Liver damage was reduced by TCPOBOP. (A) Six hours after Jo2 treatment (10μg/mouse, i.p.), serum ALT decreased in CAR+/+ animals treated with TCPOBOP (3 mg/kg, i.p. × 3 d) and with Jo2 compared to in vehicle-treated (corn oil) mice (*P < .01). (B) Fixed liver specimens from CAR+/+ and CAR−/− mice 6 hours after Jo2 administration (10 μg/mouse, i.p.) stained by conventional H&E: a, CAR+/+ mice treated with Jo2 plus vehicle (corn oil); b, CAR+/+ pretreated with TCPOBOP (3 mg/kg, i.p., × 3 d) plus Jo2; c, CAR−/− mice treated with Jo2 plus vehicle; d, CAR−/− mice pretreated with TCPOBOP (3 mg/kg, i.p., × 3 d) plus Jo2. Pericentral hemorrhagic hepatitis, including, inflammation, apoptosis, necrosis, and cellular swelling, was absent in liver sections from CAR+/+ mice treated with TCPOBOP and Jo2 (b). (C) CAR+/+ and CAR−/− mice (15 per group) were pretreated with vehicle or TCPOBOP and then treated with Jo2 (25 μg/mouse). Dead mice were counted 48 hours after Jo2 administration. Moribund mice were euthanized according to IACUC standards and counted as dead (*P < .01).

Because TCPOBOP is a known hepatic mitogen,36 we performed immunohistochemical staining for PCNA, which is central to both DNA replication and repair,37 to ascertain if a proliferative response was pivotal in TCPOBOP cytoprotection. TCPOBOP-treated animals showed an increased number of PCN-positive cells/field area compared with that in the controls but did not show a further increase in the number of PCNA-positive cells/field area compared with that in animals treated with Jo2 (data not shown). These data support the conclusion that a reduced apoptosis, not increased proliferation, was responsible for TCPOBOP-mediated, CAR restricted cytoprotection.

Does TCPOBOP Diminish Liver Damage and Fibrosis Induced by ConA Administration?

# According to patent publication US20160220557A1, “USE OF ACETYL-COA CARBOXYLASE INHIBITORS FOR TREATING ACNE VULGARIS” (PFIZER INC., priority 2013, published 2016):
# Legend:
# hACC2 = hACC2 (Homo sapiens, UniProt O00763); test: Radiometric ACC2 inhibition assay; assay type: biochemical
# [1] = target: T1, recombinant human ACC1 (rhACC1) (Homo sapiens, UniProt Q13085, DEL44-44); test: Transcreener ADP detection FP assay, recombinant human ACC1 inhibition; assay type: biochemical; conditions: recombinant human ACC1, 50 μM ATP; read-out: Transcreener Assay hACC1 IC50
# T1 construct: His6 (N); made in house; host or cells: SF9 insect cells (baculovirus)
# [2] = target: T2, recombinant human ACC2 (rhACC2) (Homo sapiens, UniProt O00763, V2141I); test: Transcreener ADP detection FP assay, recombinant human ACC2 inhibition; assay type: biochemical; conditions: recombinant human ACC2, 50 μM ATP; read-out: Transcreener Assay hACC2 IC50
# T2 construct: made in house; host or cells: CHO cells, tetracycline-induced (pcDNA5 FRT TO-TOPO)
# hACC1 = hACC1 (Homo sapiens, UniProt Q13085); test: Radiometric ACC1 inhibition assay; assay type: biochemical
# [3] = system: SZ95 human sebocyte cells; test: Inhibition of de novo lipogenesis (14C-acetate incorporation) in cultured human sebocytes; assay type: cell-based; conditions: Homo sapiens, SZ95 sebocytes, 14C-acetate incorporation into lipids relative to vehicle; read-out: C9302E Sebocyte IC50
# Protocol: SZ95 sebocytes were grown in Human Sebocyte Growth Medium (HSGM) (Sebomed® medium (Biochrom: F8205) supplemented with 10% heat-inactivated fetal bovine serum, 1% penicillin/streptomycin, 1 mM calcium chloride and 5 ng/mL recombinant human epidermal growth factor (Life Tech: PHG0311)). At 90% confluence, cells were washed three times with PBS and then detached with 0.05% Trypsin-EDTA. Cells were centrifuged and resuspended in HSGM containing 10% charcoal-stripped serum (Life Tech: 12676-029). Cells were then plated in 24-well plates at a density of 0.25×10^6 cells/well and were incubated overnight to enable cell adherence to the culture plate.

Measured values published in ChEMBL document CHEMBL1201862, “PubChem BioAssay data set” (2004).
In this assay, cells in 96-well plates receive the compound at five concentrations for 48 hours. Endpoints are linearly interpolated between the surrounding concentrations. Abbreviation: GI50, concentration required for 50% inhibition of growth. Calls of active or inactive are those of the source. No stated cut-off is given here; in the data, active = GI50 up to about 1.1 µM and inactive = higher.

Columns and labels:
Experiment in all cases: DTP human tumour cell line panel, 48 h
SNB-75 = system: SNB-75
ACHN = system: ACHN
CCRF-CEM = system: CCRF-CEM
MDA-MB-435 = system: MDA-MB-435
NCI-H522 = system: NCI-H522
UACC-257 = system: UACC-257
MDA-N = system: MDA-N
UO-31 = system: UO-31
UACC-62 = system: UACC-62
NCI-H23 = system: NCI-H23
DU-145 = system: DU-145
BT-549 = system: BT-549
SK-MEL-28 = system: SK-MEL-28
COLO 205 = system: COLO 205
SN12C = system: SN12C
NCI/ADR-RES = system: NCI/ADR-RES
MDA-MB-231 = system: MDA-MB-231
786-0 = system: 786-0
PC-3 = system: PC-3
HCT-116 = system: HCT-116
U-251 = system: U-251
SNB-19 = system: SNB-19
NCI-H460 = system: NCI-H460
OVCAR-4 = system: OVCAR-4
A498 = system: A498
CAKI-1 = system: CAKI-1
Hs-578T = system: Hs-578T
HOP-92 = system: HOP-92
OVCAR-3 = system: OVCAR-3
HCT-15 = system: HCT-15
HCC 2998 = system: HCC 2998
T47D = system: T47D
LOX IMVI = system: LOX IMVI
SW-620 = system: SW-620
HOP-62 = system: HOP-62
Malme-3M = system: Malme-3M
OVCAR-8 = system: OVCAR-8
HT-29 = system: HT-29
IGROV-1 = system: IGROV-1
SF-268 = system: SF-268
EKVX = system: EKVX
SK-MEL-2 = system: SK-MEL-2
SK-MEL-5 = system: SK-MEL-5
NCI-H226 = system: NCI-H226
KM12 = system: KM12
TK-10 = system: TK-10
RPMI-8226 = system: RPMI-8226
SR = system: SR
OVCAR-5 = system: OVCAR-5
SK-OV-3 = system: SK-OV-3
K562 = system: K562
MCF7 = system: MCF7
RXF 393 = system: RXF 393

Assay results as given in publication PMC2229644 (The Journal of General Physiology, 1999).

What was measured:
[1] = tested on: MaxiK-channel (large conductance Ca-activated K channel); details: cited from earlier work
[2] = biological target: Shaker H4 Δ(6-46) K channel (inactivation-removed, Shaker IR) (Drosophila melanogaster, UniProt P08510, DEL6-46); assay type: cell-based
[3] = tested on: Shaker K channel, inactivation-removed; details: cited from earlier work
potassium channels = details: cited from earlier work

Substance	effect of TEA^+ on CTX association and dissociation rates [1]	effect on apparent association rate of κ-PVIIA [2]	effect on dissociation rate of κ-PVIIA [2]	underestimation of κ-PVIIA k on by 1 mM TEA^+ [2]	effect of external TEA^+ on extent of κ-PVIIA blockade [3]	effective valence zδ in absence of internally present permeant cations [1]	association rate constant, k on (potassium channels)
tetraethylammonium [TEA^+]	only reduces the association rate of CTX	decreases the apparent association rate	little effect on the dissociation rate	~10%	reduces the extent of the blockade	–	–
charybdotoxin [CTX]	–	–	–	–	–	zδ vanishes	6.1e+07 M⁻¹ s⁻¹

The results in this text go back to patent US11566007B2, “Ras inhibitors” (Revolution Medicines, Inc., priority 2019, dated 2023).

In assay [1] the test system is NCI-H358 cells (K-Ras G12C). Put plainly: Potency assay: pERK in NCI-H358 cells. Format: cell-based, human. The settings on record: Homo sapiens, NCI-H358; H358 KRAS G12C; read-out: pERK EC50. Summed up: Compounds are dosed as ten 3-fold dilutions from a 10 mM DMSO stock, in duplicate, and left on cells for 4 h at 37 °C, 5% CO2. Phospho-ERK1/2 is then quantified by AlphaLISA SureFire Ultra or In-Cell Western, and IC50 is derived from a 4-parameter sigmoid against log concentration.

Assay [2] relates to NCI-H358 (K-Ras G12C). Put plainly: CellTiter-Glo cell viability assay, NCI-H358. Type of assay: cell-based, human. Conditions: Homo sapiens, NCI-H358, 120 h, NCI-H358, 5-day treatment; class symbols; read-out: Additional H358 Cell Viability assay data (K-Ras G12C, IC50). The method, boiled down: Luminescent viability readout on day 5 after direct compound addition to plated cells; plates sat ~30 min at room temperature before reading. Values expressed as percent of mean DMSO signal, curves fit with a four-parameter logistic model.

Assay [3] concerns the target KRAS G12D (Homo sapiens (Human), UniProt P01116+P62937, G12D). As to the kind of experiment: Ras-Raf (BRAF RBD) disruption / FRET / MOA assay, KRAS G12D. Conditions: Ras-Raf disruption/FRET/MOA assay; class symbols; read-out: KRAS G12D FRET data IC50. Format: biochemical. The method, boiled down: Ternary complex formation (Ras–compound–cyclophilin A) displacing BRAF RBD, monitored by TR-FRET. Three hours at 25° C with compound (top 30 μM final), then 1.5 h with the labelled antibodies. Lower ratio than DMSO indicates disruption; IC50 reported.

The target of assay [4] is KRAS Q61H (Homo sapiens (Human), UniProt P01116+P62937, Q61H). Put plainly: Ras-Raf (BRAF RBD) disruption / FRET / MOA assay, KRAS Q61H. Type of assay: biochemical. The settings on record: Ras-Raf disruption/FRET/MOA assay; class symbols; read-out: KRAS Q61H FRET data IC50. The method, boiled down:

A well-described mouse model of acute immune-mediated liver injury is the intravenous (i.v.) injection of high doses of ConA.38 ConA-induced hepatic injury is mediated by multiple death ligands including the Fas ligand (Fas L), which is expressed by natural killer T cells (NK-T),5 TNF-α, and TRAIL.5, 39, 40 ConA-induced hepatic injury was markedly decreased in mice treated with TCPOBOP (Fig. 4). There was a significant reduction in serum ALT noted in CAR+/+ mice but not CAR−/− mice treated with ConA plus TCPOBOP versus ConA plus vehicle (Fig. 4A). Histopathologic examination also revealed less periportal and pericentral hepatocyte necrosis, inflammatory cell infiltrates, and cytoplasmic swelling in TCPOBOP-treated CAR+/+ animals than in CAR−/− -treated animals (Fig. 4B). These data suggest CAR agonists may be beneficial in protection against hepatic injury mediated by multiple death receptors.

Figure 4.

TCPOBOP reduced liver damage induced by ConA. TCPOBOP reduced ConA-induced liver injury. (A) Serum ALT decreased in CAR+/+ animals treated with TCPOBOP and ConA compared to in those treated with vehicle (*P < .01). (B) Fixed liver specimens from CAR+/+ and CAR−/− mice treated with ConA (25 mg/kg, i.v., × 16 hr). Mice treated with ConA and vehicle, a and c, and with ConA and TCPOBOP (3 mg/kg, i.p., × 3 d) mice, b and d, were stained by conventional H&E. Liver sections from CAR+/+ mice treated with ConA and vehicle and CAR−/− mice showed extensive liver damage with confluent hepatocyte apoptosis and necrosis with bridging inflammatory-cell infiltrates surrounding the portal and central veins (a, c, d). This was nearly absent in liver specimens from CAR+/+ mice receiving ConA and TCPOBOP pretreatment (b).